Changes to Interstate Discovery in New York
New York State, along with thirty-one (31) other U.S. States, have now adopted the Uniform Interstate Depositions and Discovery Act ("UIDDA"), promulgated by the National Conference of Commissioners on Uniform State Laws ("NCCUSL"). New York has codified the UIDDA rules in section 3119 of the Civil Practice Law and Rules (See 31 C.P.L.R. 3119).
The UIDDA sets forth an efficient and inexpensive procedure for litigants to depose out of state individuals and obtain discoverable materials located in other states. Before the enactment of the UIDDA in New York, practitioners seeking to obtain discovery located outside the state for use in a New York trial court were required to obtain a commission or letters rogatory from the New York trial court. Attorneys were then required to proceed to the foreign jurisdiction in which the documents or witnesses were located to obtain a second order from the foreign court to enforce the New York commission and obtain the necessary discovery. This lengthy process often required the assistance of local counsel and proved to be costly and time consuming.
By enacting the UIDDA, New York attorneys are now able to present a subpoena to the clerk of the court (in a state that has also enacted the UIDDA) where evidence and/or witnesses are located to obtain discovery. The clerk of the court then issues the subpoena for service without the need for additional judicial intervention. The terms of the subpoena must incorporate the same terms as would be required by local discovery laws in the state where discovery is sought, must include the contact information for all counsel of record and any party not represented by counsel, and must be served in accordance with the discovery state's law. Any motion to quash, enforce, or modify a subpoena issued pursuant to the UIDDA is to be brought in and governed by the rules of the state where the discovery is located.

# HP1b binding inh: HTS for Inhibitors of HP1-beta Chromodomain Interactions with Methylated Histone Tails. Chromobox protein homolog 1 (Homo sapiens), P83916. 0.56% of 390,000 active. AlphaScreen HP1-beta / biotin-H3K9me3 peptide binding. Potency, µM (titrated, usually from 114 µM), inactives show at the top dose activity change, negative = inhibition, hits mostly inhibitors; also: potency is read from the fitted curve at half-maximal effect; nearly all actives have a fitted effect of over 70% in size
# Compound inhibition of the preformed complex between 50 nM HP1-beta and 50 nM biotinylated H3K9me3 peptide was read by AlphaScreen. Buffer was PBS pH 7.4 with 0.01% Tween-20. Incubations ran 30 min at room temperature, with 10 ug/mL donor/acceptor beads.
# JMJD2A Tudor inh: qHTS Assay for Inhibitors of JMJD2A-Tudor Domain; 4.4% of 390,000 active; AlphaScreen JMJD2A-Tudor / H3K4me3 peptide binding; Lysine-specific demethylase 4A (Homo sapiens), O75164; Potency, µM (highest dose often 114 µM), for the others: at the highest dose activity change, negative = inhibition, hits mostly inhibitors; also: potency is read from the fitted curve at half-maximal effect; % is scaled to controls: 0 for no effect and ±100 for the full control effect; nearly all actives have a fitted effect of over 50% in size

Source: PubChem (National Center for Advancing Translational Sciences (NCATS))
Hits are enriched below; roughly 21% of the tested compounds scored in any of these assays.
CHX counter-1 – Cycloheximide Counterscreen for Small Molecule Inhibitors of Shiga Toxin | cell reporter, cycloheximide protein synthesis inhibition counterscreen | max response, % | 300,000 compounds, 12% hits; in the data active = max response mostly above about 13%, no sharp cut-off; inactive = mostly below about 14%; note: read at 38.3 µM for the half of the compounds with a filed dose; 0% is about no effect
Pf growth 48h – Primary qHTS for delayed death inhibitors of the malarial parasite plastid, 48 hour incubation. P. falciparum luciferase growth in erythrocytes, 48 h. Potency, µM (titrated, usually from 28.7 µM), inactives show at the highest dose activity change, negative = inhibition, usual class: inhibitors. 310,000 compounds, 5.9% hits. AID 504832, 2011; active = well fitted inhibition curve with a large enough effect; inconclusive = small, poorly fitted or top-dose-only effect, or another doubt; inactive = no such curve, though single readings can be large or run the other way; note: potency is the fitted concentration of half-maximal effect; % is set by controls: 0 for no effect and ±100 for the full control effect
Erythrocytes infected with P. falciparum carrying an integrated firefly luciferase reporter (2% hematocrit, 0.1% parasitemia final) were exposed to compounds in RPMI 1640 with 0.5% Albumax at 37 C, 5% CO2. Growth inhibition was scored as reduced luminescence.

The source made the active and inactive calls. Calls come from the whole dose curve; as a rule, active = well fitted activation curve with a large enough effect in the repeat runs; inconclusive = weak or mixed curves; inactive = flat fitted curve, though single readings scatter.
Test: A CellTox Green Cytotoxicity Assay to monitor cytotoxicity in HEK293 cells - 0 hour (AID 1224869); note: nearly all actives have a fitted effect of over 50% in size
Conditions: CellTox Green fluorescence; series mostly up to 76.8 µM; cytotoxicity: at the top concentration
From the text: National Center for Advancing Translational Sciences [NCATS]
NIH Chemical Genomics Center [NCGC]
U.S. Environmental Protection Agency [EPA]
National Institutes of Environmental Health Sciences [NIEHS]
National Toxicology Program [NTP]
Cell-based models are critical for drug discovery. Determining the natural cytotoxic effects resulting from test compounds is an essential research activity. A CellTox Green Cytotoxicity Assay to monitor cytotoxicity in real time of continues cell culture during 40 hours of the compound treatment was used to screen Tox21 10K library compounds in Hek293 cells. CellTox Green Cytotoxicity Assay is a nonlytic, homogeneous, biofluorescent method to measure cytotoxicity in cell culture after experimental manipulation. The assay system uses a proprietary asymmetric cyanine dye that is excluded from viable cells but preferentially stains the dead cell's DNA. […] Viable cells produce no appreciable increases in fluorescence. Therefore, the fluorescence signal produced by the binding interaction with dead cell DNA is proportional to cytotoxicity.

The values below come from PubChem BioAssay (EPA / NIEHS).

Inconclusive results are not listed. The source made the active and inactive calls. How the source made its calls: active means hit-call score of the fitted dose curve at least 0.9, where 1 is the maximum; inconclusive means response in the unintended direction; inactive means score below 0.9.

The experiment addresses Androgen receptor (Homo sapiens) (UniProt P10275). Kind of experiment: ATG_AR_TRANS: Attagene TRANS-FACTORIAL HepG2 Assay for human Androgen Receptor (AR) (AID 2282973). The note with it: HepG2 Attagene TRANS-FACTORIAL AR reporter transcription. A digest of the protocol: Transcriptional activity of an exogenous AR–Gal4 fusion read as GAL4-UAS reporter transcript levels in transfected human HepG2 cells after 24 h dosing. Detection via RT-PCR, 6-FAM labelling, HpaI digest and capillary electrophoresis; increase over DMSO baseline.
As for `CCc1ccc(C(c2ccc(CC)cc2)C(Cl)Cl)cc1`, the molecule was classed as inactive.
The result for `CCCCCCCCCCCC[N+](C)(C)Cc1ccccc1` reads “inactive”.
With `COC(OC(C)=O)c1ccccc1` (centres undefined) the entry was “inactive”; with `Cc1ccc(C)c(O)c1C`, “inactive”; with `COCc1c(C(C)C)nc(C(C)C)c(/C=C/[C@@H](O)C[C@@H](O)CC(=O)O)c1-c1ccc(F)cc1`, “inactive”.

The UIDDA eliminates the requirements of getting two (2) court orders authorizing discovery and is likely to lead to a much more efficient and cost effective discovery process by limiting judicial oversight and the need to obtain local counsel in the discovery state.
To read a copy of the Uniform Interstate Depositions and Discovery Act click here.
To read a copy of Section 3119 of the New York Civil Practice Law and Rules click here.
For more information about the interstate discovery process, please do not hesitate to call on us at email@example.com.